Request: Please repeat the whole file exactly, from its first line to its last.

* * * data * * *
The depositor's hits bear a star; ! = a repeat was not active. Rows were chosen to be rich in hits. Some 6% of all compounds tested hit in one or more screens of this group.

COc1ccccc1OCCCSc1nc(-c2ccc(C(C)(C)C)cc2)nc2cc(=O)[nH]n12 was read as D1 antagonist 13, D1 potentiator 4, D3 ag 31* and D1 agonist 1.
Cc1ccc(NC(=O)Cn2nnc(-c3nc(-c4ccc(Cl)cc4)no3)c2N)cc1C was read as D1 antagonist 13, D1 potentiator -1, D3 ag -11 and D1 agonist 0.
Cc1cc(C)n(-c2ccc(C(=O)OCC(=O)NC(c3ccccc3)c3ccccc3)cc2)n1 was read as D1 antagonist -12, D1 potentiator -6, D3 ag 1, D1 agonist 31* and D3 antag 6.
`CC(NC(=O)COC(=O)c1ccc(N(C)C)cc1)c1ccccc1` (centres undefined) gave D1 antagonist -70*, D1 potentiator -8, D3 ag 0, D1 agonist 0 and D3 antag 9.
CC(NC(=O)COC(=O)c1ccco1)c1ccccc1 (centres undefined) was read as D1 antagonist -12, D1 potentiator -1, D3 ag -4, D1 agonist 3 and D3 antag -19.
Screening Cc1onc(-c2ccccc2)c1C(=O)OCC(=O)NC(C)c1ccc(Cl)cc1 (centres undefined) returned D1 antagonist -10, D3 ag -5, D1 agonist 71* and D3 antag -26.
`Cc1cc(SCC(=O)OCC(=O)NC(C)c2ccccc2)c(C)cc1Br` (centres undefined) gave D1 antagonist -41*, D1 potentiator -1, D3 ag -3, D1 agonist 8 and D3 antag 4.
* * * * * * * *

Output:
The depositor's hits bear a star; ! = a repeat was not active. Rows were chosen to be rich in hits. Some 6% of all compounds tested hit in one or more screens of this group.

COc1ccccc1OCCCSc1nc(-c2ccc(C(C)(C)C)cc2)nc2cc(=O)[nH]n12 was read as D1 antagonist 13, D1 potentiator 4, D3 ag 31* and D1 agonist 1.
Cc1ccc(NC(=O)Cn2nnc(-c3nc(-c4ccc(Cl)cc4)no3)c2N)cc1C was read as D1 antagonist 13, D1 potentiator -1, D3 ag -11 and D1 agonist 0.
Cc1cc(C)n(-c2ccc(C(=O)OCC(=O)NC(c3ccccc3)c3ccccc3)cc2)n1 was read as D1 antagonist -12, D1 potentiator -6, D3 ag 1, D1 agonist 31* and D3 antag 6.
`CC(NC(=O)COC(=O)c1ccc(N(C)C)cc1)c1ccccc1` (centres undefined) gave D1 antagonist -70*, D1 potentiator -8, D3 ag 0, D1 agonist 0 and D3 antag 9.
CC(NC(=O)COC(=O)c1ccco1)c1ccccc1 (centres undefined) was read as D1 antagonist -12, D1 potentiator -1, D3 ag -4, D1 agonist 3 and D3 antag -19.
Screening Cc1onc(-c2ccccc2)c1C(=O)OCC(=O)NC(C)c1ccc(Cl)cc1 (centres undefined) returned D1 antagonist -10, D3 ag -5, D1 agonist 71* and D3 antag -26.
`Cc1cc(SCC(=O)OCC(=O)NC(C)c2ccccc2)c(C)cc1Br` (centres undefined) gave D1 antagonist -41*, D1 potentiator -1, D3 ag -3, D1 agonist 8 and D3 antag 4.